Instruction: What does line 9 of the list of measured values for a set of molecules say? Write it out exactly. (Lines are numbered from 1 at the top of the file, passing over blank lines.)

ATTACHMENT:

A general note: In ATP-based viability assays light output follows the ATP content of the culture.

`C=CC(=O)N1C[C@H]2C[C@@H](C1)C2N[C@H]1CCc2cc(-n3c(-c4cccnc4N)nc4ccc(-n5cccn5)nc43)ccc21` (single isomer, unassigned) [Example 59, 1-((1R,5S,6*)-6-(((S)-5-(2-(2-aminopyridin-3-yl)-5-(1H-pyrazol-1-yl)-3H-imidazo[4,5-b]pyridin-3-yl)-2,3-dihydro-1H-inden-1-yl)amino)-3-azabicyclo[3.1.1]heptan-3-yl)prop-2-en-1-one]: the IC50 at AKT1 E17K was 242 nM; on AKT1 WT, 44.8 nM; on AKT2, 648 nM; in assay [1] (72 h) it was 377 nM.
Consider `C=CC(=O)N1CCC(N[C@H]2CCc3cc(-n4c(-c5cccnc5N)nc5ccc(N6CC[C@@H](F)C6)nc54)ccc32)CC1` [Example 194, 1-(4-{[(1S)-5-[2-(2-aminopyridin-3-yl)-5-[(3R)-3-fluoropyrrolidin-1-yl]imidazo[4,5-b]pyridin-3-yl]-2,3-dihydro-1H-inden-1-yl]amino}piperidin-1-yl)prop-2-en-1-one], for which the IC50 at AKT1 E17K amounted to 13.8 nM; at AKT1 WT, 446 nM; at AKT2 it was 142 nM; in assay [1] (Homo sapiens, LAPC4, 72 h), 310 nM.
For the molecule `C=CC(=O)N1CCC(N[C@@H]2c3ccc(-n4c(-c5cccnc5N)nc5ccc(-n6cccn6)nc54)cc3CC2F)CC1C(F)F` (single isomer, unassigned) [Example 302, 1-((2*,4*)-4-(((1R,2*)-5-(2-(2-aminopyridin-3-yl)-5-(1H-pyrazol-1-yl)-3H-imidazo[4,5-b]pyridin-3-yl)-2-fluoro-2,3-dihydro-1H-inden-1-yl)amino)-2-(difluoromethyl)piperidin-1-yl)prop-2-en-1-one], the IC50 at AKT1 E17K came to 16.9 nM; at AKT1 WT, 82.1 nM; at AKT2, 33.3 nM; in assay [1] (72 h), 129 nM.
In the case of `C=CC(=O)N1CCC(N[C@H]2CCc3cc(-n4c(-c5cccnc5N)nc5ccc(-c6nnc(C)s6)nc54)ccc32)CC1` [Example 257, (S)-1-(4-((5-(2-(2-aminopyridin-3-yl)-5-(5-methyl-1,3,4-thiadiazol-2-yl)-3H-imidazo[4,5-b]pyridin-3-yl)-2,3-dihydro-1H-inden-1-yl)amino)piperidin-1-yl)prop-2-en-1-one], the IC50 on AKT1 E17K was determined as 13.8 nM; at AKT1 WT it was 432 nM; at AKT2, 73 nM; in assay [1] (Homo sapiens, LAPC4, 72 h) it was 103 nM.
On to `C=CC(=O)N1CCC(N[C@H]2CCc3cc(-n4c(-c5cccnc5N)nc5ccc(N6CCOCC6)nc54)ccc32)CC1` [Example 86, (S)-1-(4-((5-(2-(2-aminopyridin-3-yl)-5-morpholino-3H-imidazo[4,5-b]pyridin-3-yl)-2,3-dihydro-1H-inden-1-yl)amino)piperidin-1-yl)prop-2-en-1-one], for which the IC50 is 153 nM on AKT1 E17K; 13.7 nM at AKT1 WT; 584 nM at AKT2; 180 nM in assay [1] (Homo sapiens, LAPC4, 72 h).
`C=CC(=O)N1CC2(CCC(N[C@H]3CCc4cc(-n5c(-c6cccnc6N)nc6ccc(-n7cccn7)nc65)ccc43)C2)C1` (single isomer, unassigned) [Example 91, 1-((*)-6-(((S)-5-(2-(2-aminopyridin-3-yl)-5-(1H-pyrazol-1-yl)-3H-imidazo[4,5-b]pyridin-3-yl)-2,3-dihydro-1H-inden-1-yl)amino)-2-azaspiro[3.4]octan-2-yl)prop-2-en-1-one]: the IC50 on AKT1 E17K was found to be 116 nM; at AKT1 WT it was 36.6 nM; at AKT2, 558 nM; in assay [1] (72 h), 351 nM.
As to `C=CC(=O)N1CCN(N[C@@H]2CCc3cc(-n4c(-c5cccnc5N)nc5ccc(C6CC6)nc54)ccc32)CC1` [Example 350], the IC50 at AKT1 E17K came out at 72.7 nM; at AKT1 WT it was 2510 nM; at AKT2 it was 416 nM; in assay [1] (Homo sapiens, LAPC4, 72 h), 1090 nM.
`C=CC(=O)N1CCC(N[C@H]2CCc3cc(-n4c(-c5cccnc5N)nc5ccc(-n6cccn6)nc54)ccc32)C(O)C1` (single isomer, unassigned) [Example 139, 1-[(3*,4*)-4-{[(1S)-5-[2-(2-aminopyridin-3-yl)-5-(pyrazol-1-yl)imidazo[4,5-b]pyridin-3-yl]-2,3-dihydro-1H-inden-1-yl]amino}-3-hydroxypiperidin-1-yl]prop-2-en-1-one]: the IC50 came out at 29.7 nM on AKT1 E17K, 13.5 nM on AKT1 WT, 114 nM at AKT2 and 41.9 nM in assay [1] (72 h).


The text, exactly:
`C=CC(=O)N1CCC(N[C@H]2CCc3cc(-n4c(-c5cccnc5N)nc5ccc(-n6cccn6)nc54)ccc32)C(O)C1` (single isomer, unassigned) [Example 139, 1-[(3*,4*)-4-{[(1S)-5-[2-(2-aminopyridin-3-yl)-5-(pyrazol-1-yl)imidazo[4,5-b]pyridin-3-yl]-2,3-dihydro-1H-inden-1-yl]amino}-3-hydroxypiperidin-1-yl]prop-2-en-1-one]: the IC50 came out at 29.7 nM on AKT1 E17K, 13.5 nM on AKT1 WT, 114 nM at AKT2 and 41.9 nM in assay [1] (72 h).